- Total wages/salaries were £6.8m, down from £9.3m the previous season despite total staff numbers only falling from 133 to 121 - given that 59 of the 121 are on the non-playing side, if one assumes that these are paid a total of £1.5m (average: £25k pa, skewed by a couple of well-paid execs eg. Kavanagh) then the 62 playing staff are paid a total of £5.3m (average: £85k pa). This sounds relatively well-controlled by typical football standards, although it must include a myriad of relatively junior staff for example on the training and Academy side, as well as several younger poorly-paid pros. It has previously been implied that Racon/Semedo/Youga were being paid in the region of £1m total, thus leaving £4.3m unexplained. In turn, if one takes Powell (or Parkinson) plus say their six most senior staff (eg. Matthew, Dyer, etc.), and twenty further first-team squad players, then this implies these 26 were paid on average approx £125k pa each (total: £3.3m). This still leaves £1m to pay the remaining 33 playing staff (average: £30k pa) – this seems a reasonable way of assessing how it might have broken down;
- The best paid director earned £121k during the year - it is not clear who this is but one can have a very good guess;
- During the year, £1.46m was added to intangible fixed assets as ‘players registrations’ (akin to transfer fees) - this instinctively feels ‘high’ but it certainly includes any fees paid for Benson and Wright-Phillips, whilst the transfers of Stephens and Green were announced just prior to year-end. Furthermore, the undisclosed fee paid for Wiggins may also have slipped into the same accounting fiscal year as it was announced on 1st July. Either way it again emphasises how the key Jenkinson sale allowed for substantial squad investment for no net cash outlay;
- £2.6m is owed by the club to Baton whilst there remains £8.5m of loans to ex-directors (including Murray), of which £7m is interest-free and repayable only upon promotion to the Premier League (the remaining aforementioned £1.5m is working capital provided by Murray, and appears to be repayable upon promotion to the Championship) - the Baton debt appears to be a form of financing of the ongoing operational deficits, of a type which anyone who has studied football club accounts will be familiar with. What we don’t know unfortunately is who is funding Baton, why and how (although I did make some suggestions in an earlier blog). Obviously this is the key question. Meanwhile there is something quite extraordinary in my view about the club owing money to ex-directors who are effectively now mere individual fans – talk about having all the pain and none of the glory in recent seasons.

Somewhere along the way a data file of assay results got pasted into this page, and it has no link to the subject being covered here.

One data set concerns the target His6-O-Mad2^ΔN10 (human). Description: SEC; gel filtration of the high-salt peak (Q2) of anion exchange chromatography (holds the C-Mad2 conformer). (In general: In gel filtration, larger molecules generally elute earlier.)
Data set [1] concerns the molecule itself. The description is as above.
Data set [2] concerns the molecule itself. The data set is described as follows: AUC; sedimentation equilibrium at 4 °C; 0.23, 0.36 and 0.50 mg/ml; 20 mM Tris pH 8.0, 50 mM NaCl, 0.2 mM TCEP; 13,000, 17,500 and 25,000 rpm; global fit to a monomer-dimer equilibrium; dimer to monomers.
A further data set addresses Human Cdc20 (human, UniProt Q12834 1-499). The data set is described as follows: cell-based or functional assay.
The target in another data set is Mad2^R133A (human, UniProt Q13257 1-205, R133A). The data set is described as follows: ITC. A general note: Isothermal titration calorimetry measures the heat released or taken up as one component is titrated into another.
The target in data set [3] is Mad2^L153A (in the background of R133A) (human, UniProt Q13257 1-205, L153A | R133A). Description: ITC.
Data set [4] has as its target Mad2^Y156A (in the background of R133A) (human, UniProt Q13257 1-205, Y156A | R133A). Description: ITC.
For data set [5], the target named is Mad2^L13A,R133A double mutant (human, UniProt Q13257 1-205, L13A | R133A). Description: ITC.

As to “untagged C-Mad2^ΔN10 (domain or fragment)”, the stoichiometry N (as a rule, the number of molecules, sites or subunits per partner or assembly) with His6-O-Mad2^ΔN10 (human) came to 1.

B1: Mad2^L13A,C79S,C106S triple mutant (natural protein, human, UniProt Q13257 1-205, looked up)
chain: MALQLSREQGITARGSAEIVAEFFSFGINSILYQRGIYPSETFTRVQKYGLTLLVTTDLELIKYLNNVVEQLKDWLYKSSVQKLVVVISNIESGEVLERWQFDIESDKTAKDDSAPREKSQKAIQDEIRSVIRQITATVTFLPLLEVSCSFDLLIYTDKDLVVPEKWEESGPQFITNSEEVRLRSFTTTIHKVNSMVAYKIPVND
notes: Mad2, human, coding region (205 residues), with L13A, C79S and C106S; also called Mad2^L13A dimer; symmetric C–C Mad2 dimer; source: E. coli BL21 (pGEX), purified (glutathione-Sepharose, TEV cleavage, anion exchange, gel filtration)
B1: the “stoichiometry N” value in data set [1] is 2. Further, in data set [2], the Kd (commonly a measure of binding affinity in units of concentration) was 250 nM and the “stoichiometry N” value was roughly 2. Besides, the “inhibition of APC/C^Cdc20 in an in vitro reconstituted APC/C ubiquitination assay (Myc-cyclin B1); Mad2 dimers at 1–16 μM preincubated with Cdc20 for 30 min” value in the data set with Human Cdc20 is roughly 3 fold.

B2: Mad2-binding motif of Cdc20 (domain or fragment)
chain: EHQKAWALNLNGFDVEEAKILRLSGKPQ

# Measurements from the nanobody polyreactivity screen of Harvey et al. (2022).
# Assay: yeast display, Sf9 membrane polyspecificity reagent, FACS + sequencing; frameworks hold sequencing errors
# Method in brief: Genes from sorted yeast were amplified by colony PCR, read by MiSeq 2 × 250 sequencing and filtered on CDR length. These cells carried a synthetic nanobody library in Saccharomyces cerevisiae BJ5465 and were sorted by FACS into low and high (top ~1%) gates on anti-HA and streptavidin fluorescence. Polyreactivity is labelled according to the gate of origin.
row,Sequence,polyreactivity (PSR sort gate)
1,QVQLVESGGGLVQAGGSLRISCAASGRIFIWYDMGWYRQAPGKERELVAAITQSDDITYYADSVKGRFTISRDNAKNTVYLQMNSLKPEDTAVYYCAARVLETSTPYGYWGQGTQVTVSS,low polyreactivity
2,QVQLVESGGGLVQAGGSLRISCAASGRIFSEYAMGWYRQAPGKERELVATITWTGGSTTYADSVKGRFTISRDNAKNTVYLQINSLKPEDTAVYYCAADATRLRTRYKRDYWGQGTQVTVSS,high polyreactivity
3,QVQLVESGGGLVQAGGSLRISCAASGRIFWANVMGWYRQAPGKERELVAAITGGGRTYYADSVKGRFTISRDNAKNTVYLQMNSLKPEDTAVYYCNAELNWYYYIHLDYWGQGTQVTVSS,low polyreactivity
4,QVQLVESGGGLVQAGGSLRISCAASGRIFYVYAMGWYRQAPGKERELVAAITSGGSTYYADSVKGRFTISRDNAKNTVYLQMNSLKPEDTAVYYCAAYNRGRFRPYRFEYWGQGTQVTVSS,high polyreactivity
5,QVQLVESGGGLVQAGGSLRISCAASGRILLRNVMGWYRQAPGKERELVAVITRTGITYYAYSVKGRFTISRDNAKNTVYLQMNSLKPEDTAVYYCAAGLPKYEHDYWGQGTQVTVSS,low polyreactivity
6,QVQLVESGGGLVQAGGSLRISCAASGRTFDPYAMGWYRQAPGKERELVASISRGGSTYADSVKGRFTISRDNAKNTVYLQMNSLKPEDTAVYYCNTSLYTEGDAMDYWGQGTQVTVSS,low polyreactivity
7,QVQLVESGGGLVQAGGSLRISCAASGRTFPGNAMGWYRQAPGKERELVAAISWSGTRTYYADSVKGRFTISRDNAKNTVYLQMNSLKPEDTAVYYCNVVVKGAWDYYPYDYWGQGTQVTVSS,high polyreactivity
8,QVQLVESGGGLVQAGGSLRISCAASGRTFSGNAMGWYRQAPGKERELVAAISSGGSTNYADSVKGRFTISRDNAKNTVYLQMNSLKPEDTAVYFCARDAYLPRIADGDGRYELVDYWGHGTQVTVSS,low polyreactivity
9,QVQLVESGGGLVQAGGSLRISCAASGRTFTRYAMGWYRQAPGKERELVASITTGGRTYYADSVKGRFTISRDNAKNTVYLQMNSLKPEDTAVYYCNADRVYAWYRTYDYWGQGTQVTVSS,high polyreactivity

- The club still has outstanding bank loans of £6.8m, of which £1.1m is due within one year - it will be interesting to see if this tranche got paid as it came due or restructured in some way;
- The club could still receive a further £4.5m of transfer fees if certain goals are met eg. Appearances, international caps etc. - presumably these particularly apply for Jenkinson and Shelvey, but who knows how likely they are to be received?;